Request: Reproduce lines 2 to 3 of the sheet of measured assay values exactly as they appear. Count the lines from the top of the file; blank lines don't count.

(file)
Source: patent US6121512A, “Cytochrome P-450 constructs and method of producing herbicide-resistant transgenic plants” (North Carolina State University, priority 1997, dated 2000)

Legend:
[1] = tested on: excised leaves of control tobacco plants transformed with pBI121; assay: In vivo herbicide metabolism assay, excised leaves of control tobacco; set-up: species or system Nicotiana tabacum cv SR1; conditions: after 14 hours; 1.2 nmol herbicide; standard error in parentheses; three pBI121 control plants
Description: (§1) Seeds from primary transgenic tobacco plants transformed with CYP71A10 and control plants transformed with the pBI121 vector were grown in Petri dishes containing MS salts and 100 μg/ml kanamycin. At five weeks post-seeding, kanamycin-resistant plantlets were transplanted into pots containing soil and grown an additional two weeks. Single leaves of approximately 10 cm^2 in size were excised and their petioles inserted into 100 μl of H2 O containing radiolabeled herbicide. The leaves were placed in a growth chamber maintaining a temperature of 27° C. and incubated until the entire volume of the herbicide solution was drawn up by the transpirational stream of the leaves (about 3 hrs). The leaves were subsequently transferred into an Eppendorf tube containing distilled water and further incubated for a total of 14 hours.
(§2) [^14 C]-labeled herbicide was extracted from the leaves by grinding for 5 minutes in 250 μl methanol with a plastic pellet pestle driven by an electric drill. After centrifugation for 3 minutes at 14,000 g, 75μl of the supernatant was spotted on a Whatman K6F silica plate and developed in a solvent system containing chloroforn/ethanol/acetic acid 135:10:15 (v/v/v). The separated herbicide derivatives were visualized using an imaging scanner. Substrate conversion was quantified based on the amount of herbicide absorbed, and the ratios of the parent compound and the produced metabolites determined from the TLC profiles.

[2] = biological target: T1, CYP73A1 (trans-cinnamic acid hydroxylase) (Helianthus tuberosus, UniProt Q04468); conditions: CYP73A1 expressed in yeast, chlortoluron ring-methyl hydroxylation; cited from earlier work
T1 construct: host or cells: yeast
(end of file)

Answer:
Legend:
[1] = tested on: excised leaves of control tobacco plants transformed with pBI121; assay: In vivo herbicide metabolism assay, excised leaves of control tobacco; set-up: species or system Nicotiana tabacum cv SR1; conditions: after 14 hours; 1.2 nmol herbicide; standard error in parentheses; three pBI121 control plants